The News Desk is a collection of news, notes and breaking items affecting the Fredericksburg community.
Officials call for ‘universal’ flu vaccination strategy
BY JIM HALL
For the third consecutive year, state and federal health officials are advocating a “universal” vaccination strategy to combat the seasonal flu.
That means that everyone, 6 months and older, should get a flu shot, according to the U.S. Centers for Disease Control and Prevention.
“People should get vaccinated as soon as the vaccine is available,” said Dr. Brooke Rossheim, director of the Rappahannock Area Health District. “There’s no reason to wait.”
The vaccine has been available in the Fredericksburg area for several weeks. A sign outside the Giant grocery in Fredericksburg encourages customers to stop by the pharmacy for their shots.
Clerks there and at local Walgreens, Walmart, Target and CVS stores said this week that they have plenty of vaccine, and that they’re offering shots with no appointments necessary.
Health officials recommend vaccination as a way to avoid the complications that can result when one gets the flu. Each year in the U.S. the flu is responsible for 200,000 hospitalizations and 35,000 deaths, according to the CDC.
“That’s a lot of people,” said Dr. Bonita Wilson, a Fredericksburg allergist. “The way to reduce it is to vaccinate.”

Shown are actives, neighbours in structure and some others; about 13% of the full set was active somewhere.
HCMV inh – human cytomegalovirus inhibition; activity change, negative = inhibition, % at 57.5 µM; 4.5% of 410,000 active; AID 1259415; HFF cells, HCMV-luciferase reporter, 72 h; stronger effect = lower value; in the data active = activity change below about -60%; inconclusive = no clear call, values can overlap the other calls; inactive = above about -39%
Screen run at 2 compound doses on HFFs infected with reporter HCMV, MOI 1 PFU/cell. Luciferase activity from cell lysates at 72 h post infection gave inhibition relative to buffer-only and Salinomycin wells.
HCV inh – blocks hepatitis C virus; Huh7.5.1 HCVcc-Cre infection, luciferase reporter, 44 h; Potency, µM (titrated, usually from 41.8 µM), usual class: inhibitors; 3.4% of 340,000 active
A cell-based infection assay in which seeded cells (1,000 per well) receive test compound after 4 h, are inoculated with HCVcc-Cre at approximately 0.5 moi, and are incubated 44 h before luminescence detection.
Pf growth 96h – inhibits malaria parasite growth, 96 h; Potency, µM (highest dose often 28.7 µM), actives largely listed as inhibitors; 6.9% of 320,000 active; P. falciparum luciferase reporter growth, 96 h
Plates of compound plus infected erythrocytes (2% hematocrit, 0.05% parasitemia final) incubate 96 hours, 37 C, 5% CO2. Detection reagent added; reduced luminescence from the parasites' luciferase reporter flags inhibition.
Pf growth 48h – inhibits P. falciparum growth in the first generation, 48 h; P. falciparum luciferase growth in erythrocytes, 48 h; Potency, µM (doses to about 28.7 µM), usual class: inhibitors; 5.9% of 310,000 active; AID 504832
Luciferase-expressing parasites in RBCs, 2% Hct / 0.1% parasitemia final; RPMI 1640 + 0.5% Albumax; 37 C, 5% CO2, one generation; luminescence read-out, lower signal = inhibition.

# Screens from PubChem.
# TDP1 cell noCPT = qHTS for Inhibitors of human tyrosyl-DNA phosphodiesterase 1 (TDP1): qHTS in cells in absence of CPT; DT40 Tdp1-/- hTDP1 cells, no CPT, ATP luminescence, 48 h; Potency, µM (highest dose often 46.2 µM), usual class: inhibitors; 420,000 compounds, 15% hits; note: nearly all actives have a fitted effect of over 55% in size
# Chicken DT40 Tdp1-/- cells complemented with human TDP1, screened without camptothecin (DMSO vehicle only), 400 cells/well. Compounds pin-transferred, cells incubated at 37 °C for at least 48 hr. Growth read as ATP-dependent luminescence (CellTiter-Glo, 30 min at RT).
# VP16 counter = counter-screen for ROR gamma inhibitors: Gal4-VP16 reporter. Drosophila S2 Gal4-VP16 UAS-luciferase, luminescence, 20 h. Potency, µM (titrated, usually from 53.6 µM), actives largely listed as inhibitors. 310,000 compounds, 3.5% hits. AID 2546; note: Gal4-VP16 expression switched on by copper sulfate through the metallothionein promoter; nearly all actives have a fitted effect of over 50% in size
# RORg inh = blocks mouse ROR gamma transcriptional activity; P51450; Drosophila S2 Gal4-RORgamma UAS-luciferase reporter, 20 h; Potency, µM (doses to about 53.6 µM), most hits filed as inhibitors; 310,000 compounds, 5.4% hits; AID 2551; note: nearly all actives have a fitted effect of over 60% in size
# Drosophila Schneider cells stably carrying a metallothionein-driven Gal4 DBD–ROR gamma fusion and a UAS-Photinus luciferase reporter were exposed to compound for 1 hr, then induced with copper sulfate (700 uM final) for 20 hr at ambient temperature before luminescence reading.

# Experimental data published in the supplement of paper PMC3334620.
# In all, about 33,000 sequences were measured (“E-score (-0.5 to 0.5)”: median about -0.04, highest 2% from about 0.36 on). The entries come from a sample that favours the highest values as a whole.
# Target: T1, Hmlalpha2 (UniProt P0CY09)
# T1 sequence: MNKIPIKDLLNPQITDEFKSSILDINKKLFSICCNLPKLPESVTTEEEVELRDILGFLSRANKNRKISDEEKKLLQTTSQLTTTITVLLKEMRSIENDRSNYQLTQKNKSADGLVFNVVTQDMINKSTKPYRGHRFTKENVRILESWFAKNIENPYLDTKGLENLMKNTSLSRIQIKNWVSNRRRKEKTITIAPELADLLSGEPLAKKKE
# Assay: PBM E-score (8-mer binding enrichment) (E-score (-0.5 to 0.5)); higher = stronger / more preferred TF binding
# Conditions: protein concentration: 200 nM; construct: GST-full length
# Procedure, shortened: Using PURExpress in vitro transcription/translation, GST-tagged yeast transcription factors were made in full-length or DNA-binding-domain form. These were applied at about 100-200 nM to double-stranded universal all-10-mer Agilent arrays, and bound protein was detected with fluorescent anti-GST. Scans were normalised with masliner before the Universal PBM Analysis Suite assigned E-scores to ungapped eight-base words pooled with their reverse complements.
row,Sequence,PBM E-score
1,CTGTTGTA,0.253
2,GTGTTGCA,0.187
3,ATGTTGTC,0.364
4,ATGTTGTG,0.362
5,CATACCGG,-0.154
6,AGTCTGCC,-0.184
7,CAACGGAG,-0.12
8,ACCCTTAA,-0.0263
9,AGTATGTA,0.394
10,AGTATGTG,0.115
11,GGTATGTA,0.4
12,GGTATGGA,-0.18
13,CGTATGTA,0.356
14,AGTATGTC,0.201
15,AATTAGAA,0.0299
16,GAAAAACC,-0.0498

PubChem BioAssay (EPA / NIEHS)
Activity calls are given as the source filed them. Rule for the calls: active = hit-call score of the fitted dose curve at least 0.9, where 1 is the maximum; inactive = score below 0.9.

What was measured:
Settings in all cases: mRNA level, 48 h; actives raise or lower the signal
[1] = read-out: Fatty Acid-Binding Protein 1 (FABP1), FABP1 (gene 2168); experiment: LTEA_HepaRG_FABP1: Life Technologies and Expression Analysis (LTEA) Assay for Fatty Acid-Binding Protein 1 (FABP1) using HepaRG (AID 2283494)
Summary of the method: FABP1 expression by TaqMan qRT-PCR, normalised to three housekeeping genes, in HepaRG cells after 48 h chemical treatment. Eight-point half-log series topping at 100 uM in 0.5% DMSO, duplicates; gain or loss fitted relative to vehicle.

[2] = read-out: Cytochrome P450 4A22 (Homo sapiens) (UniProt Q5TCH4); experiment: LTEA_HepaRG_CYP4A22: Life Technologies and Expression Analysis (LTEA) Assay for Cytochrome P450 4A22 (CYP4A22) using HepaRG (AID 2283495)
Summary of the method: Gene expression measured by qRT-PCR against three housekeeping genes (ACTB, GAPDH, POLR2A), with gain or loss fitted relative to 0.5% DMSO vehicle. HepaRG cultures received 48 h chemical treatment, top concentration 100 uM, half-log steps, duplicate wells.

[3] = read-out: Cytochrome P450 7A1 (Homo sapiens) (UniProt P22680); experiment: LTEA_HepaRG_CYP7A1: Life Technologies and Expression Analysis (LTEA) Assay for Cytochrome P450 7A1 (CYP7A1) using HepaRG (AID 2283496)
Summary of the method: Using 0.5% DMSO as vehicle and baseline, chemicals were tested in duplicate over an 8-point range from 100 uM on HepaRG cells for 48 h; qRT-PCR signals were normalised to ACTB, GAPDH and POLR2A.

Wilson made a pitch for the flu shot in May at an asthma workshop for school nurses, sponsored by her practice group, Allergy Partners of Fredericksburg.
Wilson told the nurses that schools are like “giant petri dishes,” where flu germs spread. Vaccinating children is critical to protecting those around them, she said.
“The young ones come home and spread it to their grandparents, spread it to their parents, spread it to their siblings,” she said.
This year’s vaccine is both similar and different than last year’s.
This year, as in prior years, health officials have designed the shot to protect against the H1N1 virus. But this year the shot also will protect against two other viruses, Influenza A/Victoria (H3N2)-like and Influenza B/Wisconsin.
“They have to decide fairly early on what strains they believe are going to be out there circulating and what will provide the best coverage,” Rossheim said.
Four types of vaccine are again approved for public use, though all four might not be available from vendors.
The standard injectable version, which contains an inactivated virus and is usually given in the upper arm.
The high-dose version for those 65 and over. This one is injectable, inactivated and has four times the amount of material that stimulates immunity, compared to the standard version.
The intradermal shot, with inactivated virus, given under the skin with a small needle.
The nasal spray, which contains a live but weakened version of the virus. It is for healthy people, 2 to 49, who are not pregnant.
Rossheim said he has no preference among the different types of shots.
“All of them contain the same ingredients,” he said. “We just want people to get vaccinated with the vaccine that’s appropriate for them.”
Rossheim also said it’s hard to say if the flu will be bad this year.
During the 2010–2011 season, for example, Virginia had 14 weeks of “widespread” flu, the most severe of four CDC categories.
Last year, the state had a mild flu season, with only three weeks in March of “widespread” flu.
“That’s the thing about influenza,” Rossheim said. “One season looks very different from another.”
Jim Hall: 540/374-5433